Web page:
Augmented reality becomes actual reality

18 January 2022

Sibongiseni Chili, product offer manager machine solutions at Schneider Electric

Sibongiseni Chili, product offer manager machine solutions at Schneider Electric

Augmented reality (AR) was once the stuff of Hollywood fantasies. Remember Marty McFly’s son in Back to the Future II sporting a head-mounted graphical display at the kitchen table? How about the use of AR-based gesture recognition throughout Steven Spielberg’s Minority Report? Or the helmet-mounted AR display in Iron Man?

Since these films hit the silver screen, augmented reality has become actual reality, finding its way into data centres, critical care facilities, plant operations, and more. According to the IDC (Industrial Development Corporation of South Africa), the global AR/VR (virtual reality) market will see a 77% compound annual growth rate from 2019 to 2023. When you consider the profound impact AR is having on facility operations and maintenance, it’s easy to understand why.

First, a quick definition: AR is an interactive 3D experience that combines a view of the real world with computer-generated elements incorporating real-time data feeds. When applied to electrical power distribution across a wide range of businesses and industries, AR has the potential to greatly increase power availability, electrical safety, and efficiency. Here’s why:

Availability: AR helps organisations optimise operations and maximise continuity for better productivity and profitability
Safety: AR helps to reduce the risk of occupational injuries and fatalities
Efficiency: AR help reduce the total cost of ownership by offering more accessible and effective training

Minimise human error

Human error is the chief cause of downtime, with up to 75% of outages caused by humans in data centres. Across all businesses, the average cost of downtime per hour is US$260,000, an increase of 60% since 2014. And with the proliferation of technology in today’s business operations, more planned shutdowns and outages are required for maintenance, repair, or modernisation.

Companies are embracing AR because it is a proven remedy for human error:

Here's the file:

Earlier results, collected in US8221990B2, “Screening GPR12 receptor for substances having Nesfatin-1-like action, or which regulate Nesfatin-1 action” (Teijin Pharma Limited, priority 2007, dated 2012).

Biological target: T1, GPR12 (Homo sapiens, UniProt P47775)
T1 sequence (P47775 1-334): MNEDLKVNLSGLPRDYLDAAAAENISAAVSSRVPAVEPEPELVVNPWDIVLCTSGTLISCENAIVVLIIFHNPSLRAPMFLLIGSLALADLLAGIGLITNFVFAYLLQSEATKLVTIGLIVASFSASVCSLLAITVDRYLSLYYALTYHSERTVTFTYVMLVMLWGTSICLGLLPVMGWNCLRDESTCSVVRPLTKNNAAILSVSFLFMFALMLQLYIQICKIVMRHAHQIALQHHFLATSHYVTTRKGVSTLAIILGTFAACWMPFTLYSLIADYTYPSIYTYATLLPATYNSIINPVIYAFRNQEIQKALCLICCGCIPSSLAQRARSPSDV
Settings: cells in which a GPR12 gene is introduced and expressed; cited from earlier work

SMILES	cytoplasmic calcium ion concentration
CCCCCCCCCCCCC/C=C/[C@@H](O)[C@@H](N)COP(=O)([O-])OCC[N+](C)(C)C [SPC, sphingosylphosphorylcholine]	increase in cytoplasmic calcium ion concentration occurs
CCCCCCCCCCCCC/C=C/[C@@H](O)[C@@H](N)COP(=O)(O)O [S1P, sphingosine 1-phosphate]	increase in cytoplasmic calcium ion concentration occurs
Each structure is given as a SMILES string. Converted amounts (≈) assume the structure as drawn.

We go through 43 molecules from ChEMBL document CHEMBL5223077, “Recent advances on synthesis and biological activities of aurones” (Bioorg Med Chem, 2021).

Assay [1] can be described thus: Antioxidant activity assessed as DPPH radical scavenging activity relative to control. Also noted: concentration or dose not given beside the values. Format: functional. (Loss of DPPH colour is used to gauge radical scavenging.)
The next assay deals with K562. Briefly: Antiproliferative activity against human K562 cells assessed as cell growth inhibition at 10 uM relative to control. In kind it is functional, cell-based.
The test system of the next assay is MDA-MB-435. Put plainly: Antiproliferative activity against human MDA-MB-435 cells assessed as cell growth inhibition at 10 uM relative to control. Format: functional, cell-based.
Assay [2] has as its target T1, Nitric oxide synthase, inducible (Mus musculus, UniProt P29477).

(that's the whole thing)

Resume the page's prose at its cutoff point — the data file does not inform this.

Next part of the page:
Visually guides the operator step by step to eliminate the risk of human error
Uses exit conditions to ensure a prerequisite is completed before the next step is started
Ensures operators perform the right action with the right equipment via navigational and operator guidance using spatial awareness
Reduces Mean Time Between Repairs (MTTR) with remote assistance by domain experts, guiding operators using a head-up display (HUD), laser pointers, and virtual pens
Cross-correlates devices with edge control software to check or confirm the outcomes of operations
Minimises planned shutdowns and outages with virtual vision capabilities, allowing interior views of electrical panels
Enables quicker and better decision-making with augmented animated system diagrams
Offers optional voice guidance or alerts; additional layers of data such as condition monitoring or voltage presence can offer a cross-check for operators

Reduce operational injuries and fatalities

There are 2.8 million non-fatal injuries and illnesses per year in the U.S. private industry. That represents 2.8 cases per 100 full-time workers. In 2019, the U.S. experienced the most occupational fatalities since 2007. There was also a 3.75% increase in injuries – 1,900 injuries per year involving days away from work and 166 additional fatal electrical injuries. Of all incidents, 65% occur during construction, installation, maintenance, and repair.

AR is a transformational electrical safety solution, helping to minimize occupational injuries and fatalities:

Provides a reduced-risk environment via augmented animated system diagrams
Reduces operator error with step-by-step guided procedures
Tailors warning and safety recommendations to local compliance codes
Ensures accurate communication of safety instructions via a remote augmented assistant
Permits “nearby operation” from a safer distance, with risk zones and arc flash boundaries highlighted
Allows virtual interior views of electrical panels, reducing exposure to dangerous conditions

Lower total cost of ownership

Training helps ensure operator efficiency. While in-person, on-the-job training is the most effective instruction model, it poses a significant risk to operations uptime and safety. Human-machine interfaces (HMIs) are fixed in specific locations, which often makes it impractical or impossible to connect the digital and real-life realms. Additionally, in a world changed by the pandemic, it has become more difficult to schedule and coordinate in-person training.

AR offers the experience-based value of in-person training while reducing cost and increasing instruction efficiency:

Makes virtual simulated training available 24/7
Includes augmented guided procedures for more effective training
Improves operator effectiveness via virtual training and simulation using a digital twin that completely replicates the actual equipment
Offers interactive control actions using virtual equipment with real-time data and feedback
Provides remote augmented training by top domain experts
With augmented virtual vision capabilities, enables training on internal components without interrupting operations
Promotes more efficient operations with augmented HMI tools that follow operator movements and are instantly accessible for more efficient operations
Allows quick access to documentation
Provides digital overlays for real-time data monitoring, control, and setting management